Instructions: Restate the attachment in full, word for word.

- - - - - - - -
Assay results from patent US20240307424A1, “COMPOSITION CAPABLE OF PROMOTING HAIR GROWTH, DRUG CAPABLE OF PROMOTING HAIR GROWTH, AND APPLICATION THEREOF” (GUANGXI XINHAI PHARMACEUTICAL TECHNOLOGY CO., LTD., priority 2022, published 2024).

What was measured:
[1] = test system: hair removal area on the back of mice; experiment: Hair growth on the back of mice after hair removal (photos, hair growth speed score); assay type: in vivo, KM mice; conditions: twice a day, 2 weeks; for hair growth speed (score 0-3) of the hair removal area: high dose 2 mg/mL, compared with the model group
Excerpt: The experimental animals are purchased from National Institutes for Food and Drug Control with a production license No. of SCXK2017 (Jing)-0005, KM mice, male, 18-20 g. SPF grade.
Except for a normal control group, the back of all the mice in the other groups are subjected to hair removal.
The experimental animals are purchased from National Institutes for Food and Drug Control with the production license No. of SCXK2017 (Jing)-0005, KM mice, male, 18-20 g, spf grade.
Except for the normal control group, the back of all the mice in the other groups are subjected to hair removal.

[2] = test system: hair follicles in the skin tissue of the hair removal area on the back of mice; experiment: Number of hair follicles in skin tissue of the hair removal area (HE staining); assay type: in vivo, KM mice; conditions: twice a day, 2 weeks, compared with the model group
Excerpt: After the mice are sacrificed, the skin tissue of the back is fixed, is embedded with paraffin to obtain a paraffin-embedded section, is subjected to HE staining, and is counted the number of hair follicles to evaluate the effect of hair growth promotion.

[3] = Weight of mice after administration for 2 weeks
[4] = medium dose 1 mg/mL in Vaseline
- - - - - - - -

Assay results from patent US20240307424A1, “COMPOSITION CAPABLE OF PROMOTING HAIR GROWTH, DRUG CAPABLE OF PROMOTING HAIR GROWTH, AND APPLICATION THEREOF” (GUANGXI XINHAI PHARMACEUTICAL TECHNOLOGY CO., LTD., priority 2022, published 2024).

What was measured:
[1] = test system: hair removal area on the back of mice; experiment: Hair growth on the back of mice after hair removal (photos, hair growth speed score); assay type: in vivo, KM mice; conditions: twice a day, 2 weeks; for hair growth speed (score 0-3) of the hair removal area: high dose 2 mg/mL, compared with the model group
Excerpt: The experimental animals are purchased from National Institutes for Food and Drug Control with a production license No. of SCXK2017 (Jing)-0005, KM mice, male, 18-20 g. SPF grade.
Except for a normal control group, the back of all the mice in the other groups are subjected to hair removal.
The experimental animals are purchased from National Institutes for Food and Drug Control with the production license No. of SCXK2017 (Jing)-0005, KM mice, male, 18-20 g, spf grade.
Except for the normal control group, the back of all the mice in the other groups are subjected to hair removal.

[2] = test system: hair follicles in the skin tissue of the hair removal area on the back of mice; experiment: Number of hair follicles in skin tissue of the hair removal area (HE staining); assay type: in vivo, KM mice; conditions: twice a day, 2 weeks, compared with the model group
Excerpt: After the mice are sacrificed, the skin tissue of the back is fixed, is embedded with paraffin to obtain a paraffin-embedded section, is subjected to HE staining, and is counted the number of hair follicles to evaluate the effect of hair growth promotion.

[3] = Weight of mice after administration for 2 weeks
[4] = medium dose 1 mg/mL in Vaseline